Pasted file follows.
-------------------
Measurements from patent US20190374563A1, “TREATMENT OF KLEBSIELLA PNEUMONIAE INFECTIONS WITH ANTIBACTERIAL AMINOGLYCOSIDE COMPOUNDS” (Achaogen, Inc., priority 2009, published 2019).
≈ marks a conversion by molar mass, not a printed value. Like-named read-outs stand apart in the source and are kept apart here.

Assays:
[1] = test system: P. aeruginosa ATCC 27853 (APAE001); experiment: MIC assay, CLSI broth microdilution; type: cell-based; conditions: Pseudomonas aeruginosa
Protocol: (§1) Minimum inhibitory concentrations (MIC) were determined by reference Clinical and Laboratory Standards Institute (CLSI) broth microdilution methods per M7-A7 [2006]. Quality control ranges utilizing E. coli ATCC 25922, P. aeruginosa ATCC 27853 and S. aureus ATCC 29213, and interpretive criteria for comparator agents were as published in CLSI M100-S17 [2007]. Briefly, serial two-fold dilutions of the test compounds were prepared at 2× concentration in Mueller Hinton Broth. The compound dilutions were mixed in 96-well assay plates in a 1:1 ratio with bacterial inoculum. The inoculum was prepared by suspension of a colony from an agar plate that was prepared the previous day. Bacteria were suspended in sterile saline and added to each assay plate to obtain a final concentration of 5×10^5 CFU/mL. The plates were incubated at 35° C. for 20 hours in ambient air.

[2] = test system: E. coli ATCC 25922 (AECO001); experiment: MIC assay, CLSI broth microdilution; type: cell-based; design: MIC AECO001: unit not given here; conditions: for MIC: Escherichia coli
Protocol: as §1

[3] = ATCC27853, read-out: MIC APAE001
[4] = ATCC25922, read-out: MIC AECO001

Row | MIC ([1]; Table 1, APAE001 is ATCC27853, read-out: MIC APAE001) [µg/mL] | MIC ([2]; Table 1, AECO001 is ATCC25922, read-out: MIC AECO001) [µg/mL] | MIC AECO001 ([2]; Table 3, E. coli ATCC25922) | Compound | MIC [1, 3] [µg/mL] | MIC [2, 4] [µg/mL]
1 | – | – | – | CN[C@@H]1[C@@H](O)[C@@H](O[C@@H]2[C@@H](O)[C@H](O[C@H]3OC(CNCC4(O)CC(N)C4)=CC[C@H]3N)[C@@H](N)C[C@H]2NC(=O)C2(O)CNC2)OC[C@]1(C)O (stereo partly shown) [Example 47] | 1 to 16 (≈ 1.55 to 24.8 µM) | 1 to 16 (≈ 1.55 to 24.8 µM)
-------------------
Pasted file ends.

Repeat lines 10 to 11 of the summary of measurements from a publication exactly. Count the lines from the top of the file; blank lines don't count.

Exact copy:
Row | MIC ([1]; Table 1, APAE001 is ATCC27853, read-out: MIC APAE001) [µg/mL] | MIC ([2]; Table 1, AECO001 is ATCC25922, read-out: MIC AECO001) [µg/mL] | MIC AECO001 ([2]; Table 3, E. coli ATCC25922) | Compound | MIC [1, 3] [µg/mL] | MIC [2, 4] [µg/mL]
1 | – | – | – | CN[C@@H]1[C@@H](O)[C@@H](O[C@@H]2[C@@H](O)[C@H](O[C@H]3OC(CNCC4(O)CC(N)C4)=CC[C@H]3N)[C@@H](N)C[C@H]2NC(=O)C2(O)CNC2)OC[C@]1(C)O (stereo partly shown) [Example 47] | 1 to 16 (≈ 1.55 to 24.8 µM) | 1 to 16 (≈ 1.55 to 24.8 µM)